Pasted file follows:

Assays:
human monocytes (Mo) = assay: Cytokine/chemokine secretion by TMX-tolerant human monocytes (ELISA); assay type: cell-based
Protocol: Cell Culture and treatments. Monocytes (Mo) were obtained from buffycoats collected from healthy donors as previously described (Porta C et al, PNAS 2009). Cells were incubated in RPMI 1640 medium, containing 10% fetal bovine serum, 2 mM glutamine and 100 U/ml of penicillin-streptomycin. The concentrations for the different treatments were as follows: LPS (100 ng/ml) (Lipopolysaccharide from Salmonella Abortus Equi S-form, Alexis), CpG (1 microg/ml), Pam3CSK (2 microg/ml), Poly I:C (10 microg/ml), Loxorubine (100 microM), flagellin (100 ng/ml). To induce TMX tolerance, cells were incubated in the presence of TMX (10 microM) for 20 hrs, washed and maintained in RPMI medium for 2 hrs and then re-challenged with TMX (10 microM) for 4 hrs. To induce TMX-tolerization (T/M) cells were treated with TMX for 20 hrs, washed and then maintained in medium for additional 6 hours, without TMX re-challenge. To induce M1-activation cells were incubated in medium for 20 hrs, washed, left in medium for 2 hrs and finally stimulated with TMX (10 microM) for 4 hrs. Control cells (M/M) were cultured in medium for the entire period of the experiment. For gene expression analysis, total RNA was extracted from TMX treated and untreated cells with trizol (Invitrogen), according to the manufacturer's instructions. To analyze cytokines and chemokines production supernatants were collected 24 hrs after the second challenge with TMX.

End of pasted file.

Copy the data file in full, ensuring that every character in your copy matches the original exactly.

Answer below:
Assays:
human monocytes (Mo) = assay: Cytokine/chemokine secretion by TMX-tolerant human monocytes (ELISA); assay type: cell-based
Protocol: Cell Culture and treatments. Monocytes (Mo) were obtained from buffycoats collected from healthy donors as previously described (Porta C et al, PNAS 2009). Cells were incubated in RPMI 1640 medium, containing 10% fetal bovine serum, 2 mM glutamine and 100 U/ml of penicillin-streptomycin. The concentrations for the different treatments were as follows: LPS (100 ng/ml) (Lipopolysaccharide from Salmonella Abortus Equi S-form, Alexis), CpG (1 microg/ml), Pam3CSK (2 microg/ml), Poly I:C (10 microg/ml), Loxorubine (100 microM), flagellin (100 ng/ml). To induce TMX tolerance, cells were incubated in the presence of TMX (10 microM) for 20 hrs, washed and maintained in RPMI medium for 2 hrs and then re-challenged with TMX (10 microM) for 4 hrs. To induce TMX-tolerization (T/M) cells were treated with TMX for 20 hrs, washed and then maintained in medium for additional 6 hours, without TMX re-challenge. To induce M1-activation cells were incubated in medium for 20 hrs, washed, left in medium for 2 hrs and finally stimulated with TMX (10 microM) for 4 hrs. Control cells (M/M) were cultured in medium for the entire period of the experiment. For gene expression analysis, total RNA was extracted from TMX treated and untreated cells with trizol (Invitrogen), according to the manufacturer's instructions. To analyze cytokines and chemokines production supernatants were collected 24 hrs after the second challenge with TMX.